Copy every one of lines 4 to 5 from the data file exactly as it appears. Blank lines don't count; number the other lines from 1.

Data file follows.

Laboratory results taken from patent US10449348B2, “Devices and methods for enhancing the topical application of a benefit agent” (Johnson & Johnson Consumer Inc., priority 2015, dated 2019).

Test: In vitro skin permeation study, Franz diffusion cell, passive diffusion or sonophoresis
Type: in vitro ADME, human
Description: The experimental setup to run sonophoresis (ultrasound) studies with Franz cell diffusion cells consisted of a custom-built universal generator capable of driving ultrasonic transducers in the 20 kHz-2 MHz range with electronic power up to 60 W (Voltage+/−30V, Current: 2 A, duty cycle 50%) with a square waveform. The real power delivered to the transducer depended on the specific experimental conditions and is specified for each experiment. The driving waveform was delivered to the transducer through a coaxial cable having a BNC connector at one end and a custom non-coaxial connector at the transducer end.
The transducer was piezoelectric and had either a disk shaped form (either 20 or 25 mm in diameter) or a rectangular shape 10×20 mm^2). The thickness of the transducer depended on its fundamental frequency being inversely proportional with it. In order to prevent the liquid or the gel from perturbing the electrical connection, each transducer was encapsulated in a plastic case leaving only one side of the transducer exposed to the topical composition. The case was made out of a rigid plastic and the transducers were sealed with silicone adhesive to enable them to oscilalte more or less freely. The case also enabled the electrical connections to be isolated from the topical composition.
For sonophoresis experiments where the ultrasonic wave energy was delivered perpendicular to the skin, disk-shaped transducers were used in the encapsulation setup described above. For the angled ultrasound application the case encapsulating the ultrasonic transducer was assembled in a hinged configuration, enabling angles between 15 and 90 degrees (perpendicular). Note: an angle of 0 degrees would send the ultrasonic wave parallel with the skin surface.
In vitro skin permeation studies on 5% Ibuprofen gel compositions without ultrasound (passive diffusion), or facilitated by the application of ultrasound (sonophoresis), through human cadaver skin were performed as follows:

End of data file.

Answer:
Description: The experimental setup to run sonophoresis (ultrasound) studies with Franz cell diffusion cells consisted of a custom-built universal generator capable of driving ultrasonic transducers in the 20 kHz-2 MHz range with electronic power up to 60 W (Voltage+/−30V, Current: 2 A, duty cycle 50%) with a square waveform. The real power delivered to the transducer depended on the specific experimental conditions and is specified for each experiment. The driving waveform was delivered to the transducer through a coaxial cable having a BNC connector at one end and a custom non-coaxial connector at the transducer end.
The transducer was piezoelectric and had either a disk shaped form (either 20 or 25 mm in diameter) or a rectangular shape 10×20 mm^2). The thickness of the transducer depended on its fundamental frequency being inversely proportional with it. In order to prevent the liquid or the gel from perturbing the electrical connection, each transducer was encapsulated in a plastic case leaving only one side of the transducer exposed to the topical composition. The case was made out of a rigid plastic and the transducers were sealed with silicone adhesive to enable them to oscilalte more or less freely. The case also enabled the electrical connections to be isolated from the topical composition.